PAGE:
- megan james
- Ollie's Other Place in Middlebury
Until recently, if you were looking to buy kids' toys in Middlebury, there were a few options, each with its own niche. T.J.Maxx and Ben Franklin Store for cheap plastic products. Clementine for precious, pretty baby things. And Maple Landmark Woodcraft for wooden classics. Now there's a place to go for a wide range of high-quality toys and books: Ollie's Other Place.
Becky Dayton owns both Ollie's and the Vermont Book Shop on Middlebury's Main Street. She admitted that she opened the kids' store last month in part because she was "panicking" about the Vermont Agency of Transportation's plan to make major repairs to the infrastructure that supports two railroad bridges — both smack-dab in the middle of downtown.
Dayton reasoned that if construction forced her to close up shop on Main Street, she could move the contents of her bookstore to the Ollie's building. "This itty-bitty space would be perfect if the shit hits the fan," she said of the 900-square-foot store.
But that wasn't her only motivation. Dayton and marketing manager Jenny Lyons (also the bookstore's sales and marketing manager) wanted to create a space where people could buy clever and creative kids' books and gifts.
They appear to have succeeded. On a recent afternoon a few weeks before Christmas, the place was swarming with shoppers of all ages.
When you walk into Ollie's Other Place, it's obvious the owners are book lovers. The most prominent display is a shelf filled with classic children's literature — Madeline and The Story of Babar — and newer classics by authors such as Rosemary Wells and Mo Willems. Local authors and illustrators, including John Churchman and Ashley Wolff, are also represented.
The next thing you're likely to see is a giant — 63-by-36-inch — whimsical coloring poster of the United States. Named Let's Color America, from a company called Pirasta, it's tacked on the wall low enough for toddlers to reach. Cups filled with markers are set up nearby so patrons of any age can draw on the walls.
"I want parents and kids to feel comfortable here," said Dayton.
She noted that Lyons' influence is evident in the merchandise. "She has an 11-year-old son who is very bright and curious," Dayton explained.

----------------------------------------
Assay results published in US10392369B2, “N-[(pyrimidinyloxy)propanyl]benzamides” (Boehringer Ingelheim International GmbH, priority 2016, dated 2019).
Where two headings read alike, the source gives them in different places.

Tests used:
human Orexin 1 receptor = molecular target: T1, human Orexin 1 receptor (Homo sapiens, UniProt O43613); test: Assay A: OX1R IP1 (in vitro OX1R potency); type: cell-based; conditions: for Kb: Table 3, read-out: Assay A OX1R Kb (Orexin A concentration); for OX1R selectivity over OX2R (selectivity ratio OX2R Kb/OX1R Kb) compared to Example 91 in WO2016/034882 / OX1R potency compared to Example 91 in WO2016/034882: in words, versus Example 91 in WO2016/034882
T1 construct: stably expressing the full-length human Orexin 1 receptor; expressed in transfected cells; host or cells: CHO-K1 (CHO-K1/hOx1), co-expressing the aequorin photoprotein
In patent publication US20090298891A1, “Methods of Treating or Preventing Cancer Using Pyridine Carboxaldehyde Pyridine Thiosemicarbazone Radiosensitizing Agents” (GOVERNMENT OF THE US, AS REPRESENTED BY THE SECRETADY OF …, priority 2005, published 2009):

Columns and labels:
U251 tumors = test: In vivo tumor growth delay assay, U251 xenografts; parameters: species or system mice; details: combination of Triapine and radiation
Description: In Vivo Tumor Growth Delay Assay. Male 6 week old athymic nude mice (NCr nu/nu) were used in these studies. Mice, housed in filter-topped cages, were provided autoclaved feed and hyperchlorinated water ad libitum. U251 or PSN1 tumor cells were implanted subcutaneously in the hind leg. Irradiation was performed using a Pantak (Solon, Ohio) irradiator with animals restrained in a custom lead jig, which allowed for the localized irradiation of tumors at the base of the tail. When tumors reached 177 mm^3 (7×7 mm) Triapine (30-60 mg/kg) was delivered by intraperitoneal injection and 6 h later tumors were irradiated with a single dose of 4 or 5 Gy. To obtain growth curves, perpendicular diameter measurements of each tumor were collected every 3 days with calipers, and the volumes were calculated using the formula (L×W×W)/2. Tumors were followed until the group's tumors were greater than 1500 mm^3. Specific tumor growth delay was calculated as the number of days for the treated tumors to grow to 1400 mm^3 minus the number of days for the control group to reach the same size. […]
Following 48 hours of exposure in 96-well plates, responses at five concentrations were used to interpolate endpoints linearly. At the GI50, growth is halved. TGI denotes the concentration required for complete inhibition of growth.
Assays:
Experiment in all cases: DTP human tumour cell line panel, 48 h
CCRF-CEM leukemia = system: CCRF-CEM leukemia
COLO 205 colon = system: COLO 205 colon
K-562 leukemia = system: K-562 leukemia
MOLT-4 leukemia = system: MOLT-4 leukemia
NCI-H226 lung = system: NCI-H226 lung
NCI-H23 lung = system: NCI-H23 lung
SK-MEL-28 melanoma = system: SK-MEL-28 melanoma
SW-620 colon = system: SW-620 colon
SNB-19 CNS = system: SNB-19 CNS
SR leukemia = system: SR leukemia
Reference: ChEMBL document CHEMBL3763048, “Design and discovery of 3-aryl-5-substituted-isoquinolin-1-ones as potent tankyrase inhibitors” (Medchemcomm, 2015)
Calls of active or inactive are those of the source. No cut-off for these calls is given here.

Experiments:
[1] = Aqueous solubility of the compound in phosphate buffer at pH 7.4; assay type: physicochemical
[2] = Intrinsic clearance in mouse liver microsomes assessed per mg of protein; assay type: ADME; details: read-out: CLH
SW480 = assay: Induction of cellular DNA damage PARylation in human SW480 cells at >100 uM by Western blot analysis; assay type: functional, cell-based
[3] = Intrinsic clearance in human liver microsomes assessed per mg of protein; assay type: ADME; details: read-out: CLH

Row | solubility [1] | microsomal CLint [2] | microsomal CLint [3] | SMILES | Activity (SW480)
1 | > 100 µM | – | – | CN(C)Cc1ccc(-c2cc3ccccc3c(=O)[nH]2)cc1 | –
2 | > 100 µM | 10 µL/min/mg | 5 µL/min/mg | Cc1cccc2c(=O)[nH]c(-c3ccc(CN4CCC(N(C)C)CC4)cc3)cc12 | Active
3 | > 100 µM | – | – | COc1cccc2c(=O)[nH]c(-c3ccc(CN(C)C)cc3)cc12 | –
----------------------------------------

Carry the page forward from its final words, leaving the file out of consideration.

- Caleb kenna
- Becky Dayton with a young customer
That curious boy, Jack, was at the store on a recent afternoon showing off some of his favorite toys. He's tried many, including the Woolbuddy felting kits.
"He didn't follow the kit," Lyons admitted, "but I was amused at how he was able to make up his own thing using the materials."
Jack is a huge fan of KEVA planks, simple pine building blocks, each precisely the same size — a quarter-inch thick, three-quarters of an inch wide and four-and-a-half inches long — that can be stacked and arranged in captivating ways. At Ollie's, they're laid out on a low table so children can play with them.
Dayton and Lyons also offer wooden baby and toddler toys from HABA; eco-friendly finger paints, play dough and crayons by eco-kids; ArtFolio sets from the Piggy Story, which each include a drawing pad and 12 crayons tucked in an adorable case; Folkmanis Puppets (there's even a turkey!); and Miquelrius backpacks.
Some gifts come with altruism: Buy Tegu magnetic wooden blocks, and the company will plant 12 trees or fund one day of school for a child in Honduras.
Cute plush animal heads — fox, lamb, cow — adorn Ollie's walls; they're made from eco-friendly materials by a line of kids' décor called Fiona Walker England. Smaller versions of these animals, with coat hooks attached, line the narrow hallway to a baby section at the back of the store. There you'll find squeaky toys and slippers that look like monster feet (from the Winooski-based company Rich Frog), and old-fashioned wooden push- and pull-toys by Manny and Simon.
Ollie's rounds out its dizzying array of colorful merch with a rack of 3D greeting cards, stacks of board games and letters made from recycled board books.
But who is Ollie? That would be Dayton's 8-year-old springerdoodle. A cutout silhouette of the dog — all black save for a bright-red tongue — was created by Vermont artist Woody Jackson. One likeness of Ollie hangs behind the cash register, another above the store's exterior entrance.
Says Dayton of her pup: "He would be here if he were better behaved."